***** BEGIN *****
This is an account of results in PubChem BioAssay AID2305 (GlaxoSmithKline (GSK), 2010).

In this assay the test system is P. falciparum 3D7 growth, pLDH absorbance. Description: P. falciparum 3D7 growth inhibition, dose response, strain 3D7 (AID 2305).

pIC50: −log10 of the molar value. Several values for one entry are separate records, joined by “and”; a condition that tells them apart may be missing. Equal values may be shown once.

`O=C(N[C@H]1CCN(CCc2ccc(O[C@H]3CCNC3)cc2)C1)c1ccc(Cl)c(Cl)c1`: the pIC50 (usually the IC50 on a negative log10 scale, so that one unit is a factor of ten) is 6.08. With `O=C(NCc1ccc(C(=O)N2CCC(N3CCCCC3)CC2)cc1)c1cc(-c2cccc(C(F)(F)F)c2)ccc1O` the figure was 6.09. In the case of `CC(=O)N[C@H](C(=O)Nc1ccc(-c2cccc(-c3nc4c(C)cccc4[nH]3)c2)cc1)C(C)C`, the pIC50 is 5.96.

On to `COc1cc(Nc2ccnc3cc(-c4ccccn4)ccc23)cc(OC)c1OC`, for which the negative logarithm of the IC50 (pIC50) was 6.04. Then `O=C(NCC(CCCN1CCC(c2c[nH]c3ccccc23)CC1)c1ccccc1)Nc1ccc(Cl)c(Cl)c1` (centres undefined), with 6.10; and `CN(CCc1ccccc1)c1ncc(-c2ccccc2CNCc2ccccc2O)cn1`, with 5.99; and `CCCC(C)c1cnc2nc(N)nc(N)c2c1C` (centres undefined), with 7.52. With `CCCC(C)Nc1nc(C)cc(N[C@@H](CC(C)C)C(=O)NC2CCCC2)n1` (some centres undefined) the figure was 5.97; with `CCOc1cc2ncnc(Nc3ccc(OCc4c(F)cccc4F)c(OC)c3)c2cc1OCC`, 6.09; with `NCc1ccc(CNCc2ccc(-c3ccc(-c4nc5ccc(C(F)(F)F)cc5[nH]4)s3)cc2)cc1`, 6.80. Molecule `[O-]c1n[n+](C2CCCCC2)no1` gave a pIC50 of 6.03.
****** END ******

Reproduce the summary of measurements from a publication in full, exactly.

This is an account of results in PubChem BioAssay AID2305 (GlaxoSmithKline (GSK), 2010).

In this assay the test system is P. falciparum 3D7 growth, pLDH absorbance. Description: P. falciparum 3D7 growth inhibition, dose response, strain 3D7 (AID 2305).

pIC50: −log10 of the molar value. Several values for one entry are separate records, joined by “and”; a condition that tells them apart may be missing. Equal values may be shown once.

`O=C(N[C@H]1CCN(CCc2ccc(O[C@H]3CCNC3)cc2)C1)c1ccc(Cl)c(Cl)c1`: the pIC50 (usually the IC50 on a negative log10 scale, so that one unit is a factor of ten) is 6.08. With `O=C(NCc1ccc(C(=O)N2CCC(N3CCCCC3)CC2)cc1)c1cc(-c2cccc(C(F)(F)F)c2)ccc1O` the figure was 6.09. In the case of `CC(=O)N[C@H](C(=O)Nc1ccc(-c2cccc(-c3nc4c(C)cccc4[nH]3)c2)cc1)C(C)C`, the pIC50 is 5.96.

On to `COc1cc(Nc2ccnc3cc(-c4ccccn4)ccc23)cc(OC)c1OC`, for which the negative logarithm of the IC50 (pIC50) was 6.04. Then `O=C(NCC(CCCN1CCC(c2c[nH]c3ccccc23)CC1)c1ccccc1)Nc1ccc(Cl)c(Cl)c1` (centres undefined), with 6.10; and `CN(CCc1ccccc1)c1ncc(-c2ccccc2CNCc2ccccc2O)cn1`, with 5.99; and `CCCC(C)c1cnc2nc(N)nc(N)c2c1C` (centres undefined), with 7.52. With `CCCC(C)Nc1nc(C)cc(N[C@@H](CC(C)C)C(=O)NC2CCCC2)n1` (some centres undefined) the figure was 5.97; with `CCOc1cc2ncnc(Nc3ccc(OCc4c(F)cccc4F)c(OC)c3)c2cc1OCC`, 6.09; with `NCc1ccc(CNCc2ccc(-c3ccc(-c4nc5ccc(C(F)(F)F)cc5[nH]4)s3)cc2)cc1`, 6.80. Molecule `[O-]c1n[n+](C2CCCCC2)no1` gave a pIC50 of 6.03.